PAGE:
Asser International Sports Law Blog

Our International Sports Law Diary
The Asser International Sports Law Centre is part of the T.M.C. Asser Instituut

Regulating the human body in sports: Lessons learned from the Dutee Chand case - by Dr Marjolaine Viret & Emily Wisnosky

Editor's note: Marjolaine Viret and Emily Wisnosky are both editors of the ASSER International Sports Law Blog specialized in anti-doping matters, they are also involved in the World Anti-Doping Commentary project funded by the Swiss National Science Fund.


A remarkable aspect of the run-up to the 2016 Rio Olympic Games was the stream of negative media reports portraying broad-scale public mistrust in sport, with the most prominent topic being the doping scandals in athletics and questions surrounding the participation of Russia.  

A different controversy, but one also directed at the credibility of sports, has exposed a few female Olympians to repeated, and at times rather intrusive, media scrutiny. In June 2016, it was reported that Indian track-and-field athlete Dutee Chand had qualified for the Rio Olympic Games by breaking the national record, thus to become the first Indian athlete to run the 100m at the Olympics since 1980. The attention that Dutee Chand’s qualification attracted within international media, however, was not related only to her outstanding results. It came as part of a medical, ethical and legal controversy that has existed for many years relating to ‘policing’ the male versus female divide in sports. Another athlete who has found herself in the midst of this controversy is South African runner Semenya Caster, whose participation in the Olympics has been the object of much conjecture.

The divide between male and female athletes forms the core of most sports’ competition rules, including athletics. The justification for this basic divide has rarely been questioned as such, but has been a matter for debate when it comes to handling atypical situations on both sides of the ‘dividing line’ ­ such as ‘transgender’ or ‘intersex’ athletes. A category of athletes that has, especially, been viewed as a challenge to the divide is composed of female athletes affected by ‘hyperandrogenism’, a health condition that results in naturally elevated androgen levels, including testosterone levels.

On 24 July 2015, a CAS panel rendered a decision involving Dutee Chand (“Dutee Chand” or “the Athlete”) that has fuelled the ongoing debate about the policies regulating hyperandrogenism in sport. Much has been reported in the media about the case: controversial issues include whether the CAS was the appropriate forum to assess these questions; whether the decision was appropriate, both on the merits and on the procedure; and what the consequences of the CAS award would be, for the parties, for athletics and for the sporting community at large.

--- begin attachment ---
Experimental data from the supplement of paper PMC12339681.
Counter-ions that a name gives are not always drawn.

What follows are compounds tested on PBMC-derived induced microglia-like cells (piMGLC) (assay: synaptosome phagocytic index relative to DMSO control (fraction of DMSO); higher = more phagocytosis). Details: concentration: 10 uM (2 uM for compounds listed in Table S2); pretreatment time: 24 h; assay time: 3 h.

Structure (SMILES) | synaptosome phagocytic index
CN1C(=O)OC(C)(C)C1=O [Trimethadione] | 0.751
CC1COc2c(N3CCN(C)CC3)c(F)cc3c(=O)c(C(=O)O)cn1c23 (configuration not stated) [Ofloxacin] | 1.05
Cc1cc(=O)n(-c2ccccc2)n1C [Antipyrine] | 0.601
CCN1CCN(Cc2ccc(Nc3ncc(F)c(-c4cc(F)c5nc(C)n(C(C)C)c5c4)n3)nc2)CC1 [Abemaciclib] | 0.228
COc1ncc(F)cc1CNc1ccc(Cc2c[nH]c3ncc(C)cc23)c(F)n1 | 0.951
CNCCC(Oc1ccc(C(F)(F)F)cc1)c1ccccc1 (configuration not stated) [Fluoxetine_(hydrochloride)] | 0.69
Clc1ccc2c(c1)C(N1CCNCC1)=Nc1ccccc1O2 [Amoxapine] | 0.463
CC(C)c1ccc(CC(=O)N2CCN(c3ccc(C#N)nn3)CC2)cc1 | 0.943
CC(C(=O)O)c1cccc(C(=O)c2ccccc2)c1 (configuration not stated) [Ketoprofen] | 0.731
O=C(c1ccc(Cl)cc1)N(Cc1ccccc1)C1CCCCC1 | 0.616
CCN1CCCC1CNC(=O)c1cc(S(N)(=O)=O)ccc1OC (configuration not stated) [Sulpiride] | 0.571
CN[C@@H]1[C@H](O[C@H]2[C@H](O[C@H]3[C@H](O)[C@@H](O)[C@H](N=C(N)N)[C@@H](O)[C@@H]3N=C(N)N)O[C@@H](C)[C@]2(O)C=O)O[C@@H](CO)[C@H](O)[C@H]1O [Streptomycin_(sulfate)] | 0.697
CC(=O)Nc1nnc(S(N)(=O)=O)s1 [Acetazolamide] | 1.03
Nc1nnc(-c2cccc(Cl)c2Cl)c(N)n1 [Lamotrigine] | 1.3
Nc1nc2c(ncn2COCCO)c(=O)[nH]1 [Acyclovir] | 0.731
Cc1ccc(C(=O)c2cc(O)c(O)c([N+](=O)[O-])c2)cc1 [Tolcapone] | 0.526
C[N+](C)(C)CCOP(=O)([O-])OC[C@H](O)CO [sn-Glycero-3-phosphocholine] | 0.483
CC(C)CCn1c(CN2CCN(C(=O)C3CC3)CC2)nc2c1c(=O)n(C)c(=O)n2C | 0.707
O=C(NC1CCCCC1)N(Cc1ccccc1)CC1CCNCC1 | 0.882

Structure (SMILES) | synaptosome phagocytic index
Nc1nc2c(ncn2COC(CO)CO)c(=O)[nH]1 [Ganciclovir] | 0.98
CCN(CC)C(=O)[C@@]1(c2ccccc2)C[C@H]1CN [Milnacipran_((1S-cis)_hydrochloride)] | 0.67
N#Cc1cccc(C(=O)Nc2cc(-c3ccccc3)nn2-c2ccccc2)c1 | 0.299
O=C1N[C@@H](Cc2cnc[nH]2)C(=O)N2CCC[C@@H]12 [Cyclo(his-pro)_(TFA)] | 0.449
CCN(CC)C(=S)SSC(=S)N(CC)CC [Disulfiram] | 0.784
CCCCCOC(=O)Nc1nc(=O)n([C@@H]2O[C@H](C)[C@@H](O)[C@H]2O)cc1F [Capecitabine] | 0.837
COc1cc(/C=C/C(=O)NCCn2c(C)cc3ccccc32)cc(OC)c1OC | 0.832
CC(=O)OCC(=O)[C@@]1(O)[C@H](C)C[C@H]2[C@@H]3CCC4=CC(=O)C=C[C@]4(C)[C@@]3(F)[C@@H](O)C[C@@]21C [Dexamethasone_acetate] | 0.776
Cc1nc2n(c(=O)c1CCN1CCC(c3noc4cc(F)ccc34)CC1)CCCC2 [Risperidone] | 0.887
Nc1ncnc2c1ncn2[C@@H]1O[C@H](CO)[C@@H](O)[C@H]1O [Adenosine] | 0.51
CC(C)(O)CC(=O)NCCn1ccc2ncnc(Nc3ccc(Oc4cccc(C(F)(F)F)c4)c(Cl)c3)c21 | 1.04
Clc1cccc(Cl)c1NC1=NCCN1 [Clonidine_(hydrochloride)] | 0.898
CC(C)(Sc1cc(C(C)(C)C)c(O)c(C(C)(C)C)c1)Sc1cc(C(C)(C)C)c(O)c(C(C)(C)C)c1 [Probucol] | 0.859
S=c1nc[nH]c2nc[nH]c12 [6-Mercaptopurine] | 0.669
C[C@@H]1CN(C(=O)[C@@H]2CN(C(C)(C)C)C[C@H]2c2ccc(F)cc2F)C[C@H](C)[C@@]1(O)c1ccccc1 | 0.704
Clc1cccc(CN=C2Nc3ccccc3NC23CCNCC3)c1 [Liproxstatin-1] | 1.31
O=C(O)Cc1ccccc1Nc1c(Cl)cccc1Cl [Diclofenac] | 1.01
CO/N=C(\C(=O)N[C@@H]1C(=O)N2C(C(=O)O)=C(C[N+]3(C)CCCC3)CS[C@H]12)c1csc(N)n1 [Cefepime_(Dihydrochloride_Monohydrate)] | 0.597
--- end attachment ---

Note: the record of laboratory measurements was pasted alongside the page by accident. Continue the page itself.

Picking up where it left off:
Much like the current crisis surrounding doping in sports, the public attention on women with (proven or suspected) hyperandrogenism is driven by a concern that an athlete’s physiology – natural or artificially induced ­ could distort competition, destroying the ‘level playing field’ that supports the Olympic ideal. Both topics are also often brought back to the goal of protecting an athlete’s health. Parallels are further found in the strong reactions both topics evoke, and the steps taken by the regulating authorities to convince the public that everything in their power is being done to preserve a level playing field.

A less obvious but equally important point of comparison can be found in the issues both topics raise concerning the legal validity of decisions made by sports organizations, especially in a science-related context. This blog focuses on those more ‘legal’ aspects, through the prism of the decision of the CAS in the Dutee Chand matter and its legal implications. After touching briefly on the background of the case, we will comment on two aspects of the Chand award with respect to challenges in regulating hyperandrogenism in sport within the confines of the law: First from the viewpoint of a CAS panel called upon to evaluate the validity of a set of regulations, and second from the viewpoint of the sports organizations seeking to both adequately protect fairness in sport and to provide a legally valid (and effective) regulatory solution.[1]